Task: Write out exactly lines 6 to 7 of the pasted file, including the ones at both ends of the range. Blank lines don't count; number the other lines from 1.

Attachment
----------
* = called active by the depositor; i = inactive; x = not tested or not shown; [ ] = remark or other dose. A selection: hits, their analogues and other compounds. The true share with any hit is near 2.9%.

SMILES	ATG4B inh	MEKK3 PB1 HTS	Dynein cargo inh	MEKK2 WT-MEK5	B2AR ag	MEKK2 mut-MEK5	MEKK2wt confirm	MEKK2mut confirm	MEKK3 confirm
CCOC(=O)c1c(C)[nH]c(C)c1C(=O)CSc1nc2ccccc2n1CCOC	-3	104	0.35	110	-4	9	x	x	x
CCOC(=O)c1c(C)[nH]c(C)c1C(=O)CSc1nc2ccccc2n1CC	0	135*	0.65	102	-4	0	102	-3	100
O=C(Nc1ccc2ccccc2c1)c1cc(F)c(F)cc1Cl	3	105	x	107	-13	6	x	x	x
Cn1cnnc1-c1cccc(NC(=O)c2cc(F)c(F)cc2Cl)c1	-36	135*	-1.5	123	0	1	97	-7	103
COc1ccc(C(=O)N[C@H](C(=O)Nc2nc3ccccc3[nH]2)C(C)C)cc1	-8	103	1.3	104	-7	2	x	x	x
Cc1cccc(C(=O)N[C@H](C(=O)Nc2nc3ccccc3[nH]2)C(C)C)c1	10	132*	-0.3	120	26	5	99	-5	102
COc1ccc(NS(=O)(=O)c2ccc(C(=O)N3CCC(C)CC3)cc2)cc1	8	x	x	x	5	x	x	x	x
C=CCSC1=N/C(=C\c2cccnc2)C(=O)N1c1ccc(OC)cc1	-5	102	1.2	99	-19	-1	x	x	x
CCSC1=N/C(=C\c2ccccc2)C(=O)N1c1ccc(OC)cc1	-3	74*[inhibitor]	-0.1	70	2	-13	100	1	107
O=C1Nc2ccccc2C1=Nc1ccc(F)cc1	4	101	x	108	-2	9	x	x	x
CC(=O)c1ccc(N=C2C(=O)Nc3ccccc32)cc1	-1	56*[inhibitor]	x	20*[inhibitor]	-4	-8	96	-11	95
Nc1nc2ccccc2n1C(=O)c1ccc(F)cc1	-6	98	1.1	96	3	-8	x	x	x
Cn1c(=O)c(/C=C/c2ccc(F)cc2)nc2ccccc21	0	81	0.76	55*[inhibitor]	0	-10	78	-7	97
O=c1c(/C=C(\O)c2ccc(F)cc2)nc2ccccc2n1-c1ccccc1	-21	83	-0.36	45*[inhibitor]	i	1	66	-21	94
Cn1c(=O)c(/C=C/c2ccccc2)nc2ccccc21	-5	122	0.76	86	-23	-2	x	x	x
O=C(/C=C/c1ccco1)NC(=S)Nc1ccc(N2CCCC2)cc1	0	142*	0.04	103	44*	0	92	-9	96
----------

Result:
Cn1cnnc1-c1cccc(NC(=O)c2cc(F)c(F)cc2Cl)c1	-36	135*	-1.5	123	0	1	97	-7	103
COc1ccc(C(=O)N[C@H](C(=O)Nc2nc3ccccc3[nH]2)C(C)C)cc1	-8	103	1.3	104	-7	2	x	x	x